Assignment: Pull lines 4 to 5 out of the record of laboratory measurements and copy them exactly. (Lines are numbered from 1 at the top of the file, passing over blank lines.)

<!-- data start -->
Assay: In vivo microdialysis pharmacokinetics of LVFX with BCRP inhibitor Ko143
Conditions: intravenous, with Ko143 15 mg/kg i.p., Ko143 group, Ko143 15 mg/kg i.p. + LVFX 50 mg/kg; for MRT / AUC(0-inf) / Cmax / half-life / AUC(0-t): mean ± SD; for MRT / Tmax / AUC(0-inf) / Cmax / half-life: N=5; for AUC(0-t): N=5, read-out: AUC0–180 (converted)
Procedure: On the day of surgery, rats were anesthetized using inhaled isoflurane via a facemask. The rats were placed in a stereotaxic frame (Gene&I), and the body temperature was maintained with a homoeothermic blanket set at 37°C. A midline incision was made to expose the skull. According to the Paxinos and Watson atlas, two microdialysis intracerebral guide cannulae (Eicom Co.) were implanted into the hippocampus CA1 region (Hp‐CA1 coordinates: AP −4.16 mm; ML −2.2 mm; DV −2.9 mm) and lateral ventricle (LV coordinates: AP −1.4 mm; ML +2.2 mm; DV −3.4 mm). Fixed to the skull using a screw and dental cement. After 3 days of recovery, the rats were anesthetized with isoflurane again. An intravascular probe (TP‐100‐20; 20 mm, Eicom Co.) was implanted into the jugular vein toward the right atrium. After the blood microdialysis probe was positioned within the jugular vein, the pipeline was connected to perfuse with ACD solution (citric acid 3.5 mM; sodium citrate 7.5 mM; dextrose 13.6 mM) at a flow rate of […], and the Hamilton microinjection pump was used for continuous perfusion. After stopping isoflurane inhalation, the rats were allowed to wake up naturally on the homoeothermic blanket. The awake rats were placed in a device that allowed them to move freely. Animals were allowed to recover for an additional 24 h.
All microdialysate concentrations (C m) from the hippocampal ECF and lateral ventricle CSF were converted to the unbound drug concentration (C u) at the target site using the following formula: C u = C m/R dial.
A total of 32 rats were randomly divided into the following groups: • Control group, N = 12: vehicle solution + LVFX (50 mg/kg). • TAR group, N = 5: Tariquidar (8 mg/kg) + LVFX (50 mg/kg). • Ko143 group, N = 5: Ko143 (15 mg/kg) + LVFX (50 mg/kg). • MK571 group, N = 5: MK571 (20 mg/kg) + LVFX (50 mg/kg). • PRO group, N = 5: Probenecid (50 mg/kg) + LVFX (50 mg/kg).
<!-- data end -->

All microdialysate concentrations (C m) from the hippocampal ECF and lateral ventricle CSF were converted to the unbound drug concentration (C u) at the target site using the following formula: C u = C m/R dial.
A total of 32 rats were randomly divided into the following groups: • Control group, N = 12: vehicle solution + LVFX (50 mg/kg). • TAR group, N = 5: Tariquidar (8 mg/kg) + LVFX (50 mg/kg). • Ko143 group, N = 5: Ko143 (15 mg/kg) + LVFX (50 mg/kg). • MK571 group, N = 5: MK571 (20 mg/kg) + LVFX (50 mg/kg). • PRO group, N = 5: Probenecid (50 mg/kg) + LVFX (50 mg/kg).